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China Using Blockchain Power to Boost Post-COVID 19 Tourism

Tim Alper
Last updated: | 1 min read

The Chinese island province of Hainan wants to use a blockchain technology-powered “points” program to boost tourism to the region. The project will operate alongside a recent project that will see Hainan create the nation’s first blockchain free trade zone.

The GuanYin of Nanshan statue in Hainan. Source: Adobe/Valery Bocman

Per the Economic Information Daily, authorities in Hainan said that they are hoping to boost tourism in the wake of the coronavirus pandemic, and want to allow travelers to the popular destination to use a single, unified blockchain platform for a wide range of activities.

The province spoke of creating “blockchain points” for tourists, allowing visitors to pay for public transportation, hotel accommodation, restaurants, cafes, bars, shopping and admission to tourist attractions.

The authorities added that creating a blockchain-powered infrastructure would help “all sectors of the tourism industry” cross-promote their products and services.

The province was last year selected to operate a USD 142m-backed blockchain sandbox-like project that will nurture blockchain companies working in the financial sector.

Earlier this month, the Bank of China, a large, state-owned commercial bank, said that its blockchain-powered, cross-border trade financing platform in the port had already handled some 60 foreign exchange trade deals for seven companies based in the zone.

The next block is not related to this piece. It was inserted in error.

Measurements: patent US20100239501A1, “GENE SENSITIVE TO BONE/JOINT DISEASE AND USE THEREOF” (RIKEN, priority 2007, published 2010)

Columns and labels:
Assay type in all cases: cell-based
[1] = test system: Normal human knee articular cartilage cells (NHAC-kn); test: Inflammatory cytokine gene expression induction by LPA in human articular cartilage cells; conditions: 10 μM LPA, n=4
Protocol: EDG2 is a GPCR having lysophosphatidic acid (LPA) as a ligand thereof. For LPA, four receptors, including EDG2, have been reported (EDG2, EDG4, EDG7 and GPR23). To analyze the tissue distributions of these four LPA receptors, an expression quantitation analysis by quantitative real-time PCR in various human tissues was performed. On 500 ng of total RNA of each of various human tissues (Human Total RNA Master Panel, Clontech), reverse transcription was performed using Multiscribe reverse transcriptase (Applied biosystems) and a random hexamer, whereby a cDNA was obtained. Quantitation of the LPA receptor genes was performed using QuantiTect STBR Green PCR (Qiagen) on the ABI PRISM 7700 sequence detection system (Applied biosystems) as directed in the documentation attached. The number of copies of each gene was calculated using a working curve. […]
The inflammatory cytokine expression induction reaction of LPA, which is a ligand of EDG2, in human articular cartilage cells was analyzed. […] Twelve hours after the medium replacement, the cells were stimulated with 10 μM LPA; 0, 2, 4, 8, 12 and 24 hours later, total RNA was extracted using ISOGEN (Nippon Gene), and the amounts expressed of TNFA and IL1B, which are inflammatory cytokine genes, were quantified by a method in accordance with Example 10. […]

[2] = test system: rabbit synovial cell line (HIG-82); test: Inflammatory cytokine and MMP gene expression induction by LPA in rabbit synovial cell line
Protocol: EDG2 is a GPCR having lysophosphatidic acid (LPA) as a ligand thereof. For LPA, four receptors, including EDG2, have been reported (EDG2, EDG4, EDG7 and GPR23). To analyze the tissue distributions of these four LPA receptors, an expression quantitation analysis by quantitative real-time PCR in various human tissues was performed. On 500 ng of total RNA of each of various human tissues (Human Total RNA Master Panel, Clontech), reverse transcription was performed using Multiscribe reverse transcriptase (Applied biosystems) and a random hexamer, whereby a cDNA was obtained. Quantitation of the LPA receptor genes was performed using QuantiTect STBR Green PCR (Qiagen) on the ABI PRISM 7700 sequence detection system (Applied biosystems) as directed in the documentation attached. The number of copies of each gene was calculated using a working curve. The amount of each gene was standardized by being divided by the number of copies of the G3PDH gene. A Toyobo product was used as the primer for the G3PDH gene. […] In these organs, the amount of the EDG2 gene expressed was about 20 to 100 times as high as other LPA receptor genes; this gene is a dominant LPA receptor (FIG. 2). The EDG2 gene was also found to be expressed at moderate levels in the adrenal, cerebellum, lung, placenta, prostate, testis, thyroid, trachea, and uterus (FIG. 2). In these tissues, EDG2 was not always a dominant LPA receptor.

Meanwhile, IT Time has reported that health authorities have green-lighted the use of a blockchain solution that allows travelers between Guangdong and Macao to share health information in real-time – providing a tourism boost for both areas.

Under coronavirus-fighting measures, citizens and residents in China have been issued with health codes – which they must present to authorities in other areas if they wish to travel. Only individuals with green codes are allowed to visit other parts of the country. However, the can cause massive backlogs for tourist operators.

The new solution, however, allows travelers to share their health code information in less than two minutes. It was created by Tencent’s neobank subsidiary WeBank.

Across the sea in Japan, a tourism hotspot is also turning to blockchain to help it drive up the number of travelers – and alcohol enthusiasts – visiting the city.
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